The Chicago Renaissance
Following the migration of many African Americans to the Midwest in the early-1900s to the 1960s, Chicago became the center of a flourishing black arts, literature, and music movement that is now referred to as the Chicago Renaissance.
The term Chicago Renaissance was coined by sociologist Richard Bone and others at the University of Chicago School of Sociology during the 1980s. It refers to a massive cultural and artistic movement in African-American life in Chicago during the early 1920s until sometime in the 1950s. According to Bone and his followers, the Chicago Renaissance paralleled the Harlem Renaissance that took place a few years earlier in New York, both in significance and proportion. However, later critics have remarked on several differences between the two movements. For example, Lisa Woolley has noted that while the Harlem Renaissance was marked by a sense of optimism, in which writers and artists drew upon a shared past for inspiration, the Chicago Renaissance was comprised of authors from a different generation. Their experiences with racism and social inequality, as well as the economic hardships many suffered during the Great Depression, imbued the writing of this time with a great sense of personal deprivation and disappointment. The conditions for the creation of an environment that fostered such a confluence of black arts and literature in Chicago during this time was due to the migration beginning at the end of the nineteenth century of large numbers of African Americans to the Midwest. Often referred to as the Great Migration, this transference of people was partly the result of advancing technology, which eliminated many of the jobs traditionally held by blacks in the South, and partly a result of the racism that blacks continued to encounter in the South. Because of this, during the latter half of the nineteenth century and well into the twentieth, more than six million black Americans left the South for the northern states, many of them settling in Chicago and surrounding areas. Although the journey was one that promised freedom and financial independence, the reality of urban life, with its accompanying social and economic hardships, proved to be a bitter disappointment to many of the migrants—this sense of despondence and failure is reflected in many literary works of this time.
Many writers of the Chicago Renaissance viewed the Great Migration as a mirror of the original migration from Africa, with the city becoming a place of unpleasant reality. One of the most prominent and influential writers of the Chicago Renaissance was Richard Wright, who moved to Chicago in the 1930s and embarked upon a writing career, hoping for success in the city. His works, such as Native Son (1940), reflected a new vocabulary of realism and sociological detail that had not been seen in black writing in the past. As with many of his contemporaries, including poet Frank Marshall Davis, Wright's work is permeated with the very real struggles of black Americans living in urban cities, including images of violence. In this regard, the writing of the Chicago Renaissance was highly political, and very consciously reflected the concerns of a stark urban experience. Interestingly, the Chicago School or urban sociologists, led by Robert Park, viewed the black experience in the northern cities of America not as a failure, but as an unfortunate, but rational result of the mix created by the environment.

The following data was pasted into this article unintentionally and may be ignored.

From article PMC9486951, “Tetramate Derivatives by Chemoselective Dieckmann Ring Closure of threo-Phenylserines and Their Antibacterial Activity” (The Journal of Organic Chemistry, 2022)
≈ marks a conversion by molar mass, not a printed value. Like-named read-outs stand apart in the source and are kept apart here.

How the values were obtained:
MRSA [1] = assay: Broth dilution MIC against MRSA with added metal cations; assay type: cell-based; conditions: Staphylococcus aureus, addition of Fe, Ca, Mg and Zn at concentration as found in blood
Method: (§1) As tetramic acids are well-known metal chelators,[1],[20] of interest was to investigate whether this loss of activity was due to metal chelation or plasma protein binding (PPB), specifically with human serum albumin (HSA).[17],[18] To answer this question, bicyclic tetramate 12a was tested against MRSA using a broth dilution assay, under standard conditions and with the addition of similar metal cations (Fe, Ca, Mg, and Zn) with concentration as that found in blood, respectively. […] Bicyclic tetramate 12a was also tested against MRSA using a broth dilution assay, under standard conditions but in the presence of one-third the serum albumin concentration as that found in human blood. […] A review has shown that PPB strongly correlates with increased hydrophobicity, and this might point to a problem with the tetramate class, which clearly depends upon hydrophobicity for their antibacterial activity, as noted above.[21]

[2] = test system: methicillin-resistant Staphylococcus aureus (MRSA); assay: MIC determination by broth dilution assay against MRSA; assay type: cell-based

In addition to Wright, other major writers of the Chicago Renaissance included Gwendolyn Brooks, Lorraine Hansberry, Frank Marshall Davis, Margaret Walker, and Theodore Ward, among others. While many of these writers shared similar concerns about the migration experience in general, and the position of black Americans in particular, they expressed these themes in highly individual ways in their works. The confluence of writing in Chicago at this time also resulted in the development of an important cultural tradition, and it is now acknowledged that the stress placed by these authors on the significance of their culture and race were very influential forces in the development of American vernacular language and music. The launching of periodicals such as Poetry by Harriet Monroe, the various literary clubs that many of these authors belonged to, and the interaction they had with their white counterparts, created the opportunity for many forums of cultural and interracial interaction. Additional opportunities to intermingle were provided by foundations such as the Julius Rosenwald Fund, which sponsored both white and black artists, providing yet another stage for interaction between artists from both races. This, contends Robert Bone, contributed to a general development of African-American culture because it allowed many black writers to overcome their cultural isolation, while also providing them with a means of financial support. Regardless of this unique interaction, literature produced by black writers during the Chicago Renaissance continued to be highly political, reflecting their social concerns.